Tramp

I’ve been on the subject of dogs lately, so I have to tell you about the first dog that truly was mine. At the time, we had a boxer named Lady, and so it was a no-brainer, when I got my little fluffy white, half-border collie, half-coyote, puppy, I should name him Tramp.

You read that right, the little scoundrel was half coyote, and as he went from puppy to dog, that fact became quite obvious. Tramp would hang around the house during the day—a normal dog; playing, sleeping, and eating—but come nightfall, he would vanish.

We only lived a few blocks from nearby alfalfa fields, which when nightfall came, were filled with jackrabbits—prime hunting material. I never saw him hunt, but I did find him some mornings with blood on his snow-white muzzle. It only made sense, after all; he was half wild.

I got Tramp from a friend of the family, who had a farm outside of town. Evidently, their border collie had a close encounter with a coyote, and gave birth to a litter of half wild little pups. When Dad asked me if I wanted one, I said, “Absolutely.”

I had this thing about wild dogs when I was a kid; I read every book Jack London had written, and read every book and story I could find about wild dogs and wolves. I still have an affinity for wolves, and my office is covered with pictures and other wolf items.

So, off we went to the farm, and when we got there, the litter of pups was floundering around at the side of the house. There was an opening in the skirting that surrounded the crawl space under the house, and as I watched the little bundles of fur crawling, yipping and rolling around in the dirt beside the house, I spotted the one I wanted. He was snow white, while the rest of them were various shades, and mixtures, of brown, black, gray and tan. There was no doubt in my mind, the white one was mine.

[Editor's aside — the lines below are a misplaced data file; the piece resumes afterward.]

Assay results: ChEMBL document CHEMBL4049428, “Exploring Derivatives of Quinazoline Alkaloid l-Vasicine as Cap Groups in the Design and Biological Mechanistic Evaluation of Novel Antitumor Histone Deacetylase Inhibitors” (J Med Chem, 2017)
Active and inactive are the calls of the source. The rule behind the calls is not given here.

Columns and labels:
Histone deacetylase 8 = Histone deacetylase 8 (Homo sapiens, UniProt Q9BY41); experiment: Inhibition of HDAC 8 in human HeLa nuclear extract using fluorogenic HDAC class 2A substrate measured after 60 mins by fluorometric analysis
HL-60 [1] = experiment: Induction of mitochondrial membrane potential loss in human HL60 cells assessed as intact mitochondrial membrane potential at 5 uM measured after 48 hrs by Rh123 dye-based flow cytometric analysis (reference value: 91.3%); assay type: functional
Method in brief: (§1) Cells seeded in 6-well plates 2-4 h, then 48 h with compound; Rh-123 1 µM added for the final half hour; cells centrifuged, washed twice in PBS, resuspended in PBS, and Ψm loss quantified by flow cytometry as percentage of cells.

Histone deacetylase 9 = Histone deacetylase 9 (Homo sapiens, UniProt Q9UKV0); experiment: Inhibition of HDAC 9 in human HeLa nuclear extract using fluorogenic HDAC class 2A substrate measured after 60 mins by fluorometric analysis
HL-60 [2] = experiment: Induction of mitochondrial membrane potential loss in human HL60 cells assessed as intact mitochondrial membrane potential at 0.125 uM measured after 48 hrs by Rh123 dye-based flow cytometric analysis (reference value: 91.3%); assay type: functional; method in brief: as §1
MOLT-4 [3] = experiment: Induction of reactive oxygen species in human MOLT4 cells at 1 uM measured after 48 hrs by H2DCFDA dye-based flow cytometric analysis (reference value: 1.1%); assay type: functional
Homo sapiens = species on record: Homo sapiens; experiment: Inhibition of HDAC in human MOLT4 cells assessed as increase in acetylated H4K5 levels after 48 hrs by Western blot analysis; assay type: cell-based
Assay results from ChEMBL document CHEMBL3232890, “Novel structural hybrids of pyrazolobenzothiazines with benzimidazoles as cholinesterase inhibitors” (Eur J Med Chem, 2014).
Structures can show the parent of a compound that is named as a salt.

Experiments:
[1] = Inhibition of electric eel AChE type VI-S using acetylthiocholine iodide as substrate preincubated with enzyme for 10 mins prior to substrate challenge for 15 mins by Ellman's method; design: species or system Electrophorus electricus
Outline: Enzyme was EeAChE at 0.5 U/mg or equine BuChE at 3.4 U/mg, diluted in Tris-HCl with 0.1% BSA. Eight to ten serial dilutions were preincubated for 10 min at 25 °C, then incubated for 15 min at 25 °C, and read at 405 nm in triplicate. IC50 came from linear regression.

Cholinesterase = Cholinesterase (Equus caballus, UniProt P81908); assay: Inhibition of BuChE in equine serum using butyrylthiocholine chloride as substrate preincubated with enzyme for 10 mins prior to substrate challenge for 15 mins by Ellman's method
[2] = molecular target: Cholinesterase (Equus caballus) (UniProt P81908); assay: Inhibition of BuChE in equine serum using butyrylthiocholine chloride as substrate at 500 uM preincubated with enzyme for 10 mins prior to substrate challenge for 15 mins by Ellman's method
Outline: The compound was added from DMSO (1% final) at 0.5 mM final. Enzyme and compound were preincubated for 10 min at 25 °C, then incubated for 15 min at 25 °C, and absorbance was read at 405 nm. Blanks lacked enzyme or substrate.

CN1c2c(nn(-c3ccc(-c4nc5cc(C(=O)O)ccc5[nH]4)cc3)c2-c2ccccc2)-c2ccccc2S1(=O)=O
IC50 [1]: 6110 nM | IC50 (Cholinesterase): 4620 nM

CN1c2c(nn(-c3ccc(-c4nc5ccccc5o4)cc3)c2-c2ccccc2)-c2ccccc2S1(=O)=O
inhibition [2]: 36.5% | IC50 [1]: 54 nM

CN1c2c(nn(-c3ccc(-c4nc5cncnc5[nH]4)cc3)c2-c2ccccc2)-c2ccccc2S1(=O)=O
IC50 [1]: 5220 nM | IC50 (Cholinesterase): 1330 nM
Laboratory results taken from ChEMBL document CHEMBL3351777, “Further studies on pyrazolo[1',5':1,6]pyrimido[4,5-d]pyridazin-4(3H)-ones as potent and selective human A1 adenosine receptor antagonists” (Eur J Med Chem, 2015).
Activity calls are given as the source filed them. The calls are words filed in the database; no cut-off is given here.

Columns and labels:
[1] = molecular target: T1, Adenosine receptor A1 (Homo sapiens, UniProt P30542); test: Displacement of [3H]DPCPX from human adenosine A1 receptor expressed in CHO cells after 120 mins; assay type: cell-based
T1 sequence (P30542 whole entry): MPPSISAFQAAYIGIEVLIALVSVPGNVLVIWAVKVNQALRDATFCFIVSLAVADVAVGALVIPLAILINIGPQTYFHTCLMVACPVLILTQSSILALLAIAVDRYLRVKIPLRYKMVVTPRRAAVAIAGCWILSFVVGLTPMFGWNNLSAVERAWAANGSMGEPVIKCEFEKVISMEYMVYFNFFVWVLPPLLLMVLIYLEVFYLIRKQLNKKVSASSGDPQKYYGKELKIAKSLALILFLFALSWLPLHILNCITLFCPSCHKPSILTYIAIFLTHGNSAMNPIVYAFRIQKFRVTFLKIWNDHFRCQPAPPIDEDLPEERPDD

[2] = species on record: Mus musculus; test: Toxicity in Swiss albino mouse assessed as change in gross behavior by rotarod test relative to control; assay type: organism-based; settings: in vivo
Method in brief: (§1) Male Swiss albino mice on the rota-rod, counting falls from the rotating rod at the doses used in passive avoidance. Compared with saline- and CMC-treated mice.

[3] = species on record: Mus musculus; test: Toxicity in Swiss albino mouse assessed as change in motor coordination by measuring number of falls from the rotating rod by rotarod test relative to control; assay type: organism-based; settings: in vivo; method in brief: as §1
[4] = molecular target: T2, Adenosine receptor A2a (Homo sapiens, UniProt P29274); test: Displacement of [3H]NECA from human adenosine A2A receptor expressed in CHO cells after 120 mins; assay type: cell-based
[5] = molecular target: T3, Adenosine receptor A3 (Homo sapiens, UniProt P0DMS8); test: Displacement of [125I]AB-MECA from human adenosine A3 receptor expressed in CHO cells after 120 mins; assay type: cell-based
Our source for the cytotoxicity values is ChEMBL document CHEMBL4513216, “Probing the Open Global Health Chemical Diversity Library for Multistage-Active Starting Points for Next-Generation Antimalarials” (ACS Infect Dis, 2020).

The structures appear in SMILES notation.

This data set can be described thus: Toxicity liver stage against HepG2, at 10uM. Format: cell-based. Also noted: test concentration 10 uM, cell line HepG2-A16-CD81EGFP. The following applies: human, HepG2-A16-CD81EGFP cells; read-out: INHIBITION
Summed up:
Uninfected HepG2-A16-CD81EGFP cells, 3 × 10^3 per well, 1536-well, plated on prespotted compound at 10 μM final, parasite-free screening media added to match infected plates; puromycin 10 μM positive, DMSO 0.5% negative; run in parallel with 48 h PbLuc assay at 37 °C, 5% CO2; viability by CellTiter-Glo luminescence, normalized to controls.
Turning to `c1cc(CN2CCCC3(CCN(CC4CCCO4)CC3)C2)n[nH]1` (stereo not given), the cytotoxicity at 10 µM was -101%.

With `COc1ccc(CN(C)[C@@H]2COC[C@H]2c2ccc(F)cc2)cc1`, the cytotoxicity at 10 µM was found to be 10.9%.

The minute I made up my mind and moved in to pick him up, the little snowball shot under the house. My dad said I should pick another one, but I paid no heed, and hit the ground on my belly and went in pursuit of my dog.

I crawled around pretty much every square inch of the area under that farmhouse, but I finally nabbed the little scoundrel. Dad was not happy about the mess I’d made of my clothes, but I think he secretly admired my persistence. (I like to think so anyway.)

6 Comments »

  1. Sherry Mashburn said

    Not the story i was expecting about Tramp, but I gues that one is for a later day?

    • I’ll get to that other one sooner or later. My list is growing a lot faster than I can write!

  2. Susan said

    Have you read any stories by Dr. James Herriot, the British veterinarian? His books made me want to be a veterinarian, and I’m not an animal lover.

    • NO, can’t say that I have. But that reminds me, I have a new FB friend–friend of a friend thing–that lives in England. Some of the things she says crack me up. Just a whole different dailogue, you know? With my way of saying things and her way of saying things, we need a dang translator!

  3. Evelyn said

    Loved the dog stories. And yes, out came the Kleenex. I get so attached to animals, really hard to let them go.

    • There are some good ones about our little dog, Dockers. She was one of a kind, and I got more attached to her than any dog I ever had.

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